The Environmental Protection Agency and Army Corps of Engineers are pursuing ways to undo water regulations installed by the Trump administration and to redefine “waters of the U.S.” with greater federal authority, especially over wetlands and ephemeral streams.

The agencies recently petitioned the U.S. District Court of Massachusetts to remand the 2020 Navigable Waters Protection Rule back to the agencies for revision rather than proceeding with the legal challenge to the rule.

That rule was issued in response to an earlier court decision that the Obama-era 2015 WOTUS rule exceeded the authority of the Clean Water Act. The navigable waters rule reflected the Supreme Court’s Rapanos v. United States decision that federal jurisdiction was limited to waters with a “relatively permanent flow” and “continuous surface water connection.”

Dorothy Kellogg, NRECA senior director on water issues, said any action to rescind and/or replace the 2020 navigable waters rule will require a new rulemaking, which can take more than two years.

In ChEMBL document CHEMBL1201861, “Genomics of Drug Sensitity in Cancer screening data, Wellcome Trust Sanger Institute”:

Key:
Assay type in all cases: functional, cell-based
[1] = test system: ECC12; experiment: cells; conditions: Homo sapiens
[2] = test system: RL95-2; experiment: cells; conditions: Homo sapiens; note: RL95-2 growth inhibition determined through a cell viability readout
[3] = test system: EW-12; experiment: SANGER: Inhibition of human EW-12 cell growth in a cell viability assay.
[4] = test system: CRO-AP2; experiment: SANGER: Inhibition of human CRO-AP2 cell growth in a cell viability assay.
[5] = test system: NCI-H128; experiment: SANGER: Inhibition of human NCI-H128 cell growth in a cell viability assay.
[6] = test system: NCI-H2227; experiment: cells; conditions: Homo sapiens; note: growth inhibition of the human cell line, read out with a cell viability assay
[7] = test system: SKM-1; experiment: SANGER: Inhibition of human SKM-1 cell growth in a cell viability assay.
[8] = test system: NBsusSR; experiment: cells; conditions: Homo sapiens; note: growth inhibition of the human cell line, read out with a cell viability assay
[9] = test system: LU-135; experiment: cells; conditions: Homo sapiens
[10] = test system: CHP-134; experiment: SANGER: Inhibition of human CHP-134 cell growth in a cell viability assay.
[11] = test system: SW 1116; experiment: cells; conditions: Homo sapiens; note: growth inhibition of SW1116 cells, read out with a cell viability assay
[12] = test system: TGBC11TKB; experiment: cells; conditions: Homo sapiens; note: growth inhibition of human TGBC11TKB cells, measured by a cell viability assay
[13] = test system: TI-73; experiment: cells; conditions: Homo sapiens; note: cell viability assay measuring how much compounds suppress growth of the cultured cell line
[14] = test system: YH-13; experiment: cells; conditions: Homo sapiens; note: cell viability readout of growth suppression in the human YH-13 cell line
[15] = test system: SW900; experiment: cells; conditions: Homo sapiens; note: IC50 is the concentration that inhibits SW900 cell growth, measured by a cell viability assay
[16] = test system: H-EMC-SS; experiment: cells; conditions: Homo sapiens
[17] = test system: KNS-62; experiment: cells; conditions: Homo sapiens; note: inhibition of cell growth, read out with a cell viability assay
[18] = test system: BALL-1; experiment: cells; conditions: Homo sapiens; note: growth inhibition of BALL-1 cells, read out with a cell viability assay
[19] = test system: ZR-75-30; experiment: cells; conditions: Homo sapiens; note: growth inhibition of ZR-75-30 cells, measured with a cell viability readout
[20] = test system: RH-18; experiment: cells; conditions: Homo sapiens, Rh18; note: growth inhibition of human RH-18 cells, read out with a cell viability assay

“Barring court action on one of the challenges, the navigable waters rule would remain in place until it is replaced through a subsequent notice-and-comment rulemaking,” said Kellogg. “That won’t happen any time soon.”

NRECA and its member electric cooperatives favor the 2020 Trump regulation over the 2015 WOTUS rule, which had placed features like gullies, ditches and dry washes under federal purview.

The 2015 rule, which was never implemented, would have placed greater regulatory hurdles and costs on rural electric co-op efforts to build and maintain critical infrastructure. Numerous courts had stayed that rule.

Kellogg said the new administration has made it “very clear” that it wants to replace the navigable waters rule, but EPA and the Corps recognize the substantive problems with the 2015 rule and have pledged a robust stakeholder engagement process as part of their goal to promulgate a durable rule.